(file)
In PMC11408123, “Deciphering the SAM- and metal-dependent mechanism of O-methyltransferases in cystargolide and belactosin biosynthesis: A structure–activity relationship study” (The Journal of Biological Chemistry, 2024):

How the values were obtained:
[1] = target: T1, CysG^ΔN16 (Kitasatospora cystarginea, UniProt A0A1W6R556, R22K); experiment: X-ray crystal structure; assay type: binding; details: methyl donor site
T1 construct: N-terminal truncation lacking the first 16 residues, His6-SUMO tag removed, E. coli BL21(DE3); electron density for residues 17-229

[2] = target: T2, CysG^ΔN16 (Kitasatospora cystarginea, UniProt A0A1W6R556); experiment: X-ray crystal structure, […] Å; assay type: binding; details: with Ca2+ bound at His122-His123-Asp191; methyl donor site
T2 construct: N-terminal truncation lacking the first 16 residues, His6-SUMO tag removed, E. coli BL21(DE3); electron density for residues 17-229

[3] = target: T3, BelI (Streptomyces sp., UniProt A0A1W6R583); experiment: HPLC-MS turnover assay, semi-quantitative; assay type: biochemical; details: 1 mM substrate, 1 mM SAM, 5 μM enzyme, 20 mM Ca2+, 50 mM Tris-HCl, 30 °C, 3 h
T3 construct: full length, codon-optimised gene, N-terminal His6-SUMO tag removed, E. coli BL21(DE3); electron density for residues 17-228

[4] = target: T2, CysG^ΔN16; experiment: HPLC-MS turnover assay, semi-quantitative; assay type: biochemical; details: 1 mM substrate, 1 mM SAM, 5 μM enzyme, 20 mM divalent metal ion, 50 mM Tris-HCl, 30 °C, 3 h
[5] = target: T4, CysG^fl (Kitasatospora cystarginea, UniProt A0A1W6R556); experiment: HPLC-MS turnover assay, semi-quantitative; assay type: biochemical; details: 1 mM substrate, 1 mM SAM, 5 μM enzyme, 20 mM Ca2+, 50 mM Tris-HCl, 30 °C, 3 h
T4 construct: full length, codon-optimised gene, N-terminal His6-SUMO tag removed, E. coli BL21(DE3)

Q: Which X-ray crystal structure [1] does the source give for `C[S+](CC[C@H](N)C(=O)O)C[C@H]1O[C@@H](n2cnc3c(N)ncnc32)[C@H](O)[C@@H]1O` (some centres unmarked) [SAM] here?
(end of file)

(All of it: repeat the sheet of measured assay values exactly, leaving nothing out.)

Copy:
In PMC11408123, “Deciphering the SAM- and metal-dependent mechanism of O-methyltransferases in cystargolide and belactosin biosynthesis: A structure–activity relationship study” (The Journal of Biological Chemistry, 2024):

How the values were obtained:
[1] = target: T1, CysG^ΔN16 (Kitasatospora cystarginea, UniProt A0A1W6R556, R22K); experiment: X-ray crystal structure; assay type: binding; details: methyl donor site
T1 construct: N-terminal truncation lacking the first 16 residues, His6-SUMO tag removed, E. coli BL21(DE3); electron density for residues 17-229

[2] = target: T2, CysG^ΔN16 (Kitasatospora cystarginea, UniProt A0A1W6R556); experiment: X-ray crystal structure, […] Å; assay type: binding; details: with Ca2+ bound at His122-His123-Asp191; methyl donor site
T2 construct: N-terminal truncation lacking the first 16 residues, His6-SUMO tag removed, E. coli BL21(DE3); electron density for residues 17-229

[3] = target: T3, BelI (Streptomyces sp., UniProt A0A1W6R583); experiment: HPLC-MS turnover assay, semi-quantitative; assay type: biochemical; details: 1 mM substrate, 1 mM SAM, 5 μM enzyme, 20 mM Ca2+, 50 mM Tris-HCl, 30 °C, 3 h
T3 construct: full length, codon-optimised gene, N-terminal His6-SUMO tag removed, E. coli BL21(DE3); electron density for residues 17-228

[4] = target: T2, CysG^ΔN16; experiment: HPLC-MS turnover assay, semi-quantitative; assay type: biochemical; details: 1 mM substrate, 1 mM SAM, 5 μM enzyme, 20 mM divalent metal ion, 50 mM Tris-HCl, 30 °C, 3 h
[5] = target: T4, CysG^fl (Kitasatospora cystarginea, UniProt A0A1W6R556); experiment: HPLC-MS turnover assay, semi-quantitative; assay type: biochemical; details: 1 mM substrate, 1 mM SAM, 5 μM enzyme, 20 mM Ca2+, 50 mM Tris-HCl, 30 °C, 3 h
T4 construct: full length, codon-optimised gene, N-terminal His6-SUMO tag removed, E. coli BL21(DE3)

Q: Which X-ray crystal structure [1] does the source give for `C[S+](CC[C@H](N)C(=O)O)C[C@H]1O[C@@H](n2cnc3c(N)ncnc32)[C@H](O)[C@@H]1O` (some centres unmarked) [SAM] here?